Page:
Chemokines: A novel method of probing the active site structure of membrane proteins


A novel method of probing the active site structure of membrane proteins just emerged in a recent finding by a European team of scientists.

In a paper titled “Oxovanadium(IV) Cyclam and Bicyclam Complexes: Potential CXCR4 Receptor Antagonists”1, researchers Allison Ross, Dinesh C. Soares, Danielle Covelli, Christophe Pannecouque, Laura Budd, Anna Collins, Neil Robertson, Simon Parsons, Erik De Clercq, Pierre Kennepohl and Peter J. Sadler isolated vanadyl xylylbicyclam complexes that could serve as potential antagonists of membrane protein called CXCR4 (chemokine receptor 4).   These CXCR4 proteins are the receptors that the HIV-1 virus binds to.  By recognizing these receptors, the HIV virus can enter defense cells and wreak havoc on the immune system.  So what’s novel about this?

According to David Filmore, “drugs targeting members of this integral membrane protein superfamily, which transmit chemical signals into a wide array of different cell types, represent the core of modern medicine. They account for the majority of best-selling drugs and about 40% of all prescription pharmaceuticals on the market. Notable examples include Eli Lilly’s Zyprexa, Schering-Plough’s Clarinex, GlaxoSmithKline’s Zantac, and Novartis’s Zelnorm.”2 Membrane proteins, like GPCRs (G-protein coupled receptors), are difficult to crystallize, because of the problems associated with isolating pure proteins in large quantities from the surface of the cell. Why do we need to know these crystal structures? Just as fire safety personnel require the layout of the house before planning to act, scientists require a three dimensional representation of how atoms are bound, connected and projected in a 3D space of the protein if they hope to develop new medicines. X-ray diffraction techniques provide that information. This comes in handy for drug hunting teams at pharmaceutical companies when they are designing suitable drug molecules. Drugs work by binding to specific regions of the protein, and can affect protein structure, in this case, stopping their toxic action. Because of the inherent difficulty in obtaining the crystal structure of CXCR4, these proteins are not well understood to this day.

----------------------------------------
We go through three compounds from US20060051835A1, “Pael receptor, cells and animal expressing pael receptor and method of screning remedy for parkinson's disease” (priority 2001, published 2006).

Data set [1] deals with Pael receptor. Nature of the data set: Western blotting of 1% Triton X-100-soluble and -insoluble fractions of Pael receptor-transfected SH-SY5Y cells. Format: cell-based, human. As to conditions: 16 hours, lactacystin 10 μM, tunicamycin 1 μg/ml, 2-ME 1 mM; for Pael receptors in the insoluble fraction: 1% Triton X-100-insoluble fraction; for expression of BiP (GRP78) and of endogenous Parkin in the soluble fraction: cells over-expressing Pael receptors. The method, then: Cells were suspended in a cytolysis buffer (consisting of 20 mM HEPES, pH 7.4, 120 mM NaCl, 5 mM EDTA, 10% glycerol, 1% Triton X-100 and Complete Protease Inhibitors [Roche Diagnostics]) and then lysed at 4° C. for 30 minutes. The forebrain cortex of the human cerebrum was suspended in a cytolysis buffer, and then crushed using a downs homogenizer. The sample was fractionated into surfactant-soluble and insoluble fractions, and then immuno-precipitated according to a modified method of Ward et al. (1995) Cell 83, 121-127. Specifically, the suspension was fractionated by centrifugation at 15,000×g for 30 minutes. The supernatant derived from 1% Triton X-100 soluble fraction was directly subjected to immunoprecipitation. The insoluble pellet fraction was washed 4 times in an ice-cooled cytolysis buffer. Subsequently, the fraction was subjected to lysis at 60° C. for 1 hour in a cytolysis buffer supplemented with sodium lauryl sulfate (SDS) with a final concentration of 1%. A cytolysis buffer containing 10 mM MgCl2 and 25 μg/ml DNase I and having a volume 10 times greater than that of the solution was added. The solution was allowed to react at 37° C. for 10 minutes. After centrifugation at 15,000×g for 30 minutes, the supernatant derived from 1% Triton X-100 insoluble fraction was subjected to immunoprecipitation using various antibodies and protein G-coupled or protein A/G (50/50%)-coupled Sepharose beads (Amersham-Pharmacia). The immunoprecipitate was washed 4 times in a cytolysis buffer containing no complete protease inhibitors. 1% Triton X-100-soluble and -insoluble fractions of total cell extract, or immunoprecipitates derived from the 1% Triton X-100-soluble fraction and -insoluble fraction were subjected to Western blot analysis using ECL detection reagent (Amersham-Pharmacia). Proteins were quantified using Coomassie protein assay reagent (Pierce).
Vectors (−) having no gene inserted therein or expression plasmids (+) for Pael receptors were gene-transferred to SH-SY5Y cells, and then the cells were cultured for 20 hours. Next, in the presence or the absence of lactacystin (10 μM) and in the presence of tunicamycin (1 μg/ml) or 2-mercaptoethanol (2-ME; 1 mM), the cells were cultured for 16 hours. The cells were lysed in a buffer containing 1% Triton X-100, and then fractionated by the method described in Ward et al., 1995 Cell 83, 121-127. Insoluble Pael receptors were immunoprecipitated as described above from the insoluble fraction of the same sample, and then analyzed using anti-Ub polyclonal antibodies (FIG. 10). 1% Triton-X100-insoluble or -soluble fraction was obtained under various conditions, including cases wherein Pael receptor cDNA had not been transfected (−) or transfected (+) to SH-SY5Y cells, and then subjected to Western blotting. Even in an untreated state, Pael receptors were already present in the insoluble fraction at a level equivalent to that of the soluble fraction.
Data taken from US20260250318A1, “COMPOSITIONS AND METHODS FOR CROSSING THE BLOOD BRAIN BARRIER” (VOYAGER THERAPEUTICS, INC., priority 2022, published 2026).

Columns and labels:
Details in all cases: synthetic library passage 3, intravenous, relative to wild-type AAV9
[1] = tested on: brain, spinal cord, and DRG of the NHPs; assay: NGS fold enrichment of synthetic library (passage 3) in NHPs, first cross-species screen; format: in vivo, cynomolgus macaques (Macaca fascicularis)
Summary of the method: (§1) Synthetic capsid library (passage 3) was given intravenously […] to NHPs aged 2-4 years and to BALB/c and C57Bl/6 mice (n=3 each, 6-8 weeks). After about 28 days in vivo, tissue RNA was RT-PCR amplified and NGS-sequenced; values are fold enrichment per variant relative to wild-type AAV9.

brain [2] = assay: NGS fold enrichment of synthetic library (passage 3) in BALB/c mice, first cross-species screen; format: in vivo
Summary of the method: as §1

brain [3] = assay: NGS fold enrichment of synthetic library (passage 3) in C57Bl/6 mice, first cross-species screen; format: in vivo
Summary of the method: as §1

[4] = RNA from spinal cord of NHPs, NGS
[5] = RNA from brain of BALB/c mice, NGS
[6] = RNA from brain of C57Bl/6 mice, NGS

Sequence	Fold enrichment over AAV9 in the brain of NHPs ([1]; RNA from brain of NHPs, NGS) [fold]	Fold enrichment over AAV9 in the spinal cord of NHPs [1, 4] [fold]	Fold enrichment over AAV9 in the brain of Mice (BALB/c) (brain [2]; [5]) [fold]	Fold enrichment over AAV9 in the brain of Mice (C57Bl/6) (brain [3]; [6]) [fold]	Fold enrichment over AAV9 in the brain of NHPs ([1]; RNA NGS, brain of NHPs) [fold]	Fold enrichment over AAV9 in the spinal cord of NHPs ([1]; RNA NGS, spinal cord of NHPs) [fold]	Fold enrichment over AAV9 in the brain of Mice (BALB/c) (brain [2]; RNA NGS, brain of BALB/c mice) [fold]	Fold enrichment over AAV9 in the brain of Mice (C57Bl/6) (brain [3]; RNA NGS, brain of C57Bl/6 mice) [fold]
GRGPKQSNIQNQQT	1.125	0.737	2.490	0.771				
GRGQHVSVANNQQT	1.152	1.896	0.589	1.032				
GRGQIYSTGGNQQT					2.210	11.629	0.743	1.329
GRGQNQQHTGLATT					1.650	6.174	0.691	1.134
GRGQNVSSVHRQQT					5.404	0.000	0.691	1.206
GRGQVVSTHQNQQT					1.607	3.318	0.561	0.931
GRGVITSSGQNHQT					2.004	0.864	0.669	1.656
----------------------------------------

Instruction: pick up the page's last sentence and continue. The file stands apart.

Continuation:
CXCR4 is associated with HIV infection during the later stages of AIDS when the immune system deteriorates rapidly. Antagonists to CXCR4 are antiviral agents that act as early inhibitors by targeting the preinfection cycle of HIV . In the experiment involving CXCR4 receptor antagonists, scientists planted a metal derivative (vanadyl group VO) inside a potential drug molecule and then bound the drug molecule to the CXCR4 protein. Not only did they demonstrate the efficacy of this metal derivative as a potent antagonist, but they also showed that this probe can be used to get an idea of the 3D structure of the catalytic site. To find the structure of the catalytic site, the team used the Electron Spin Resonance (ESR) technique to probe the protein’s structure and dynamics. Like X-ray diffraction, ESR is also a biophysical technique. The difference lies in that ESR can be used in for both solids and solutions.  This means there is no need to crystallize the protein in order to get the 3D information of atoms and bonds.

The advantages of ESR over X-ray  are that:
•    It provides structural information on the antagonist binding in the solution state which mimics the physiology
•    No pure material is required for ESR as is necessary for X-ray diffraction. ESR focuses only on the paramagnetic center (vandyl in this case)
•    The throughput of the technique is higher than X-ray

However, all technology has a domain boundary, and it would not be productive to compare two different technologies. At best, ESR complements the information X-ray single crystal diffraction experimentation has provided and also functions to filter out non-reacting antagonists. This approach is cost efficient and also increases the probability of technical success.

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  1. Inorg. Chem., 2010, 49 (3), pp 1122–1132 []
  2. D. Filmore “It’s a GPCR World”, Modern Drug Discovery 2004, 12, 24 []


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